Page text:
Yora growled but followed, quickly reaching the same speed as the older man. All too soon they emerged in the clearing surrounding the Quasar Sabers. Also surrounding the Quasar Sabers were a cluster of grey-skinned Gargoyles, trying to free them from the boulder.

"What are you doing?" Leo demanded.

Whether or not the monsters could speak was unclear; their response was to screech at the two and charge. Yora sucker-punched the nearest Gargoyle across the face. It fell back with a weird howl. Two more caught Leo by the arms, but he elbowed one in the face and punched the other. He ducked and kicked another one back so it fell into the others in a brief pileup. He grinned.

"Just like riding a bike."

Nearby, Yora jumped upwards, wrapping his arms around the Gargoyle trying to dive-bomb him. His weight threw it off-course, and it slammed sideways into a tree as it struggled to get him off. The two fell to the ground together in a tangled heap. Getting an arm around its throat, Yora started choking it. Another Gargoyle tried to help out but the panicked flailing of Yora's target kept it out of reach. Eventually Yora got a good enough grip and twisted, hard. The Gargoyle went limp. Kicking it away, he scrambled to his feet, and heard a whisper. It was barely audible over the screeching Gargoyles and noises of fighting, but definitely there, and it felt so close it was as if someone was speaking right behind him.

"Spirit in."

Yora looked around in confusion, but he couldn't see the speaker.

"Spirit in?"

Scarlet light enveloped Yora, getting everyone's attention. When it faded, a Red Ranger was standing there, holding a sword. He looked down at himself in bewilderment, reached up and ran a gloved hand over his visor and the molded mouth of his helmet. He could not make out the symbol on his chest, nor the almost viking helmet style of his helmet.

". . . How did you do that?" Leo asked, bewildered.

"No idea," Yora said, raising the sword. "But I'll take it anyway."

Whirling on the nearest Gargoyles, Yora slashed at them with his sword. A ray of red light cut across them, and they exploded in a shower of stone.

Snapping out of his shock, Leo again made a move towards the Quasar Sabers. The Gargoyles, sensing an easier target, swarmed him, but he was able to duck and kick and throw them into each other to get through. He stretched the last few feet. As his fingertips brushed the pommel of his old Saber, the entire rock was enveloped in green energy. It shot up his arm and flung him backwards; he hit the ground with a grunt.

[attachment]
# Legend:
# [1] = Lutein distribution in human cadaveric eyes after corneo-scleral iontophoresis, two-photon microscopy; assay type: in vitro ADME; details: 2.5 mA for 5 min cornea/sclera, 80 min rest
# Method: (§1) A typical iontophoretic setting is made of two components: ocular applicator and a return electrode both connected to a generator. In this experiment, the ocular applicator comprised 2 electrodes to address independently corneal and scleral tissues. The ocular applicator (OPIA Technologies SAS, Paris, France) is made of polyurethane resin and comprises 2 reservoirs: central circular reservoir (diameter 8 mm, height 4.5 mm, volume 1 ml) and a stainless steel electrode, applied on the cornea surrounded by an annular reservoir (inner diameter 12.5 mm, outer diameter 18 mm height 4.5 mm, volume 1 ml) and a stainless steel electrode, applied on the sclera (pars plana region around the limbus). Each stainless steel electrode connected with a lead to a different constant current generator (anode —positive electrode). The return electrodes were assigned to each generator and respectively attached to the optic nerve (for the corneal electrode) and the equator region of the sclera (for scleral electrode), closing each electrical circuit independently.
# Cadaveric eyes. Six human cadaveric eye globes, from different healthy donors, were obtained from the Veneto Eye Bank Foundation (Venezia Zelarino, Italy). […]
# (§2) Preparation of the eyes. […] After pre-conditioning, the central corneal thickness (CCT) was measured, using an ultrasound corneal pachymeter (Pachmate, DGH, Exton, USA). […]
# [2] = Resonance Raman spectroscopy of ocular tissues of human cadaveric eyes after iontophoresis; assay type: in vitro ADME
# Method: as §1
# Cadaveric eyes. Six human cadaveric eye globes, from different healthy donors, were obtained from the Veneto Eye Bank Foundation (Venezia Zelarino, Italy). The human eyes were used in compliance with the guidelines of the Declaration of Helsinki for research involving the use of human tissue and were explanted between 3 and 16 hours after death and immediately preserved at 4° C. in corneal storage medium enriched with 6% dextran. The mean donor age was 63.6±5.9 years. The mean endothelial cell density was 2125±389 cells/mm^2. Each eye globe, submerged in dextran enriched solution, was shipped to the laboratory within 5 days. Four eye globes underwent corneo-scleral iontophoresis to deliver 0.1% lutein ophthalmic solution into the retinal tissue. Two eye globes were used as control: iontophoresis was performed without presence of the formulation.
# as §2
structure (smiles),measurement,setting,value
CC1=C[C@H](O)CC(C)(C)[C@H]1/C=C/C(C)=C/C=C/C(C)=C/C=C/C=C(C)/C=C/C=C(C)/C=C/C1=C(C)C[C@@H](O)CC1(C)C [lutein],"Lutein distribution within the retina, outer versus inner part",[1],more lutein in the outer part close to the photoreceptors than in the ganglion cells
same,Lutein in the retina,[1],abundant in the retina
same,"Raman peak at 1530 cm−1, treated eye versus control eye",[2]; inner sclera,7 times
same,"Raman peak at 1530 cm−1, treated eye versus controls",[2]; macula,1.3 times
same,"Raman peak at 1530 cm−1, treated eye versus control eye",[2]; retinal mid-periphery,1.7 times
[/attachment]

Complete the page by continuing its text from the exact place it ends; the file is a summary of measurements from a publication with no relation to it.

The energy bubble got the attention of the rest of the fighters, who stopped. The light got brighter and brighter, until with a brilliant flash and crack the entire rock disappeared—along with the swords and a large chunk of the ground. The Gargoyles looked around in confusion, and then took off into the trees in a pack. Yora followed, but they were already too high-up for him to reach, and he skidded to a halt. Slowly, he turned back, sheathing his sword.

Leo had picked himself up and was dialing his phone when Yora returned. "We need to get back to Terra Venture."

"Who's we?" Yora retorted. "I'm not going anywhere with you."

"I like it just as much as you do, but you're a Ranger now and we're going to need each other's help."

"I don't need anything from you or your friends!" Yora snapped, storming up to Leo. "Actually, knowing how well you did I'd probably be better off avoiding you and the other Galaxy Rangers!"

"Listen to me!"

Yora's hand flew to the sword again, but before he could draw it, a new voice interrupted.

"So that's what those guardian spirits do? Interesting."

Out of the woods came a cluster of motley-looking monsters, among them Blaze, Burble and Karrion. Blaze was carrying some kind of scanner, which screeched and started to smoke as he pointed it at Yora. He quickly passed it off to Burble.